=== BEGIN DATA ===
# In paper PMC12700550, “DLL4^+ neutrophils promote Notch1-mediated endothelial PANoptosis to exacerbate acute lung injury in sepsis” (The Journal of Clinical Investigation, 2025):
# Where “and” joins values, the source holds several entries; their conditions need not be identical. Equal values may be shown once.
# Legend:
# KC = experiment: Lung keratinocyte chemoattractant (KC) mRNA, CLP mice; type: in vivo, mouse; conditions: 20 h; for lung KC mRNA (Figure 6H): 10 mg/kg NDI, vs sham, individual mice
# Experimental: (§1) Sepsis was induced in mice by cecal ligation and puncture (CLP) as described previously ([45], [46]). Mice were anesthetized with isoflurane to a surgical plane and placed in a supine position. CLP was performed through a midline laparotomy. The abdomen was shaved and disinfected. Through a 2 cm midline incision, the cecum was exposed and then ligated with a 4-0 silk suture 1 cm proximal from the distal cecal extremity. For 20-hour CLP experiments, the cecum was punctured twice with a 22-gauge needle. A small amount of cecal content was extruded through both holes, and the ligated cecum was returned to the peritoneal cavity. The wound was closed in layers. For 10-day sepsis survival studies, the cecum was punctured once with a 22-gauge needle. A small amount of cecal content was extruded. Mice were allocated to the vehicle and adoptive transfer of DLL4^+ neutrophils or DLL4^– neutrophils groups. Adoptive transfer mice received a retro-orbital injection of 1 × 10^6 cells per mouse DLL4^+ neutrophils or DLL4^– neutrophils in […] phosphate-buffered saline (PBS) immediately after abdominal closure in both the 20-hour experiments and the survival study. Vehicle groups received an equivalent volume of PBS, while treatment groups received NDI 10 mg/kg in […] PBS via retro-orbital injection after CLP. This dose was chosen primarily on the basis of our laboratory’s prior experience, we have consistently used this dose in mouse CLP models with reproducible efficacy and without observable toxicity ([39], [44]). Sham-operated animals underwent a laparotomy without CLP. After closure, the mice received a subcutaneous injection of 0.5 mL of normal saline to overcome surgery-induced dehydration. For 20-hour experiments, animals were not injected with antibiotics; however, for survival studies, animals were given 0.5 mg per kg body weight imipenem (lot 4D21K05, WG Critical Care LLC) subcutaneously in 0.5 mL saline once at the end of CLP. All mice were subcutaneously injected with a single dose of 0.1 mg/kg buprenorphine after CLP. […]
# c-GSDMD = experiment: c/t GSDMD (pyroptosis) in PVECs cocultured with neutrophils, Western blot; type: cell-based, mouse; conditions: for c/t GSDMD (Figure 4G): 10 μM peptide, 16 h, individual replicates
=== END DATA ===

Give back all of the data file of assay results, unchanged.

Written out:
# In paper PMC12700550, “DLL4^+ neutrophils promote Notch1-mediated endothelial PANoptosis to exacerbate acute lung injury in sepsis” (The Journal of Clinical Investigation, 2025):
# Where “and” joins values, the source holds several entries; their conditions need not be identical. Equal values may be shown once.
# Legend:
# KC = experiment: Lung keratinocyte chemoattractant (KC) mRNA, CLP mice; type: in vivo, mouse; conditions: 20 h; for lung KC mRNA (Figure 6H): 10 mg/kg NDI, vs sham, individual mice
# Experimental: (§1) Sepsis was induced in mice by cecal ligation and puncture (CLP) as described previously ([45], [46]). Mice were anesthetized with isoflurane to a surgical plane and placed in a supine position. CLP was performed through a midline laparotomy. The abdomen was shaved and disinfected. Through a 2 cm midline incision, the cecum was exposed and then ligated with a 4-0 silk suture 1 cm proximal from the distal cecal extremity. For 20-hour CLP experiments, the cecum was punctured twice with a 22-gauge needle. A small amount of cecal content was extruded through both holes, and the ligated cecum was returned to the peritoneal cavity. The wound was closed in layers. For 10-day sepsis survival studies, the cecum was punctured once with a 22-gauge needle. A small amount of cecal content was extruded. Mice were allocated to the vehicle and adoptive transfer of DLL4^+ neutrophils or DLL4^– neutrophils groups. Adoptive transfer mice received a retro-orbital injection of 1 × 10^6 cells per mouse DLL4^+ neutrophils or DLL4^– neutrophils in […] phosphate-buffered saline (PBS) immediately after abdominal closure in both the 20-hour experiments and the survival study. Vehicle groups received an equivalent volume of PBS, while treatment groups received NDI 10 mg/kg in […] PBS via retro-orbital injection after CLP. This dose was chosen primarily on the basis of our laboratory’s prior experience, we have consistently used this dose in mouse CLP models with reproducible efficacy and without observable toxicity ([39], [44]). Sham-operated animals underwent a laparotomy without CLP. After closure, the mice received a subcutaneous injection of 0.5 mL of normal saline to overcome surgery-induced dehydration. For 20-hour experiments, animals were not injected with antibiotics; however, for survival studies, animals were given 0.5 mg per kg body weight imipenem (lot 4D21K05, WG Critical Care LLC) subcutaneously in 0.5 mL saline once at the end of CLP. All mice were subcutaneously injected with a single dose of 0.1 mg/kg buprenorphine after CLP. […]
# c-GSDMD = experiment: c/t GSDMD (pyroptosis) in PVECs cocultured with neutrophils, Western blot; type: cell-based, mouse; conditions: for c/t GSDMD (Figure 4G): 10 μM peptide, 16 h, individual replicates